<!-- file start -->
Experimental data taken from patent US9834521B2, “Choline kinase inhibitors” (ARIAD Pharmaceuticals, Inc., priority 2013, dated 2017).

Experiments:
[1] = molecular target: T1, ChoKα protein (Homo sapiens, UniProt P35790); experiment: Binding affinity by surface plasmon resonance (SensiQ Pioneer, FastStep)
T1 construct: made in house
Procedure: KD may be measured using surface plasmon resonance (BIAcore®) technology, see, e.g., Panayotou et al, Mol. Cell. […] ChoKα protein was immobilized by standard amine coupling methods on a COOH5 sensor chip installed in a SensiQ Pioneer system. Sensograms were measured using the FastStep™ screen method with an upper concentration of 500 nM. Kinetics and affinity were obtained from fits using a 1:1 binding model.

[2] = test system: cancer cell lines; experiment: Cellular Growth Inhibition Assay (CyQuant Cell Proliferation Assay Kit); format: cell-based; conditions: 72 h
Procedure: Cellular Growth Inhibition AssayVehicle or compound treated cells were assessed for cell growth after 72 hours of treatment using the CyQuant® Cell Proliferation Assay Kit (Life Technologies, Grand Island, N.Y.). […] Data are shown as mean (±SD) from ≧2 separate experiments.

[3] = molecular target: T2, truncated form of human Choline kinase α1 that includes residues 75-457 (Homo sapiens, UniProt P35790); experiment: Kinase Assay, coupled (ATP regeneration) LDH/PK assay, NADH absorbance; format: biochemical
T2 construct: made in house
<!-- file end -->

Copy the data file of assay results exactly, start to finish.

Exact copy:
Experimental data taken from patent US9834521B2, “Choline kinase inhibitors” (ARIAD Pharmaceuticals, Inc., priority 2013, dated 2017).

Experiments:
[1] = molecular target: T1, ChoKα protein (Homo sapiens, UniProt P35790); experiment: Binding affinity by surface plasmon resonance (SensiQ Pioneer, FastStep)
T1 construct: made in house
Procedure: KD may be measured using surface plasmon resonance (BIAcore®) technology, see, e.g., Panayotou et al, Mol. Cell. […] ChoKα protein was immobilized by standard amine coupling methods on a COOH5 sensor chip installed in a SensiQ Pioneer system. Sensograms were measured using the FastStep™ screen method with an upper concentration of 500 nM. Kinetics and affinity were obtained from fits using a 1:1 binding model.

[2] = test system: cancer cell lines; experiment: Cellular Growth Inhibition Assay (CyQuant Cell Proliferation Assay Kit); format: cell-based; conditions: 72 h
Procedure: Cellular Growth Inhibition AssayVehicle or compound treated cells were assessed for cell growth after 72 hours of treatment using the CyQuant® Cell Proliferation Assay Kit (Life Technologies, Grand Island, N.Y.). […] Data are shown as mean (±SD) from ≧2 separate experiments.

[3] = molecular target: T2, truncated form of human Choline kinase α1 that includes residues 75-457 (Homo sapiens, UniProt P35790); experiment: Kinase Assay, coupled (ATP regeneration) LDH/PK assay, NADH absorbance; format: biochemical
T2 construct: made in house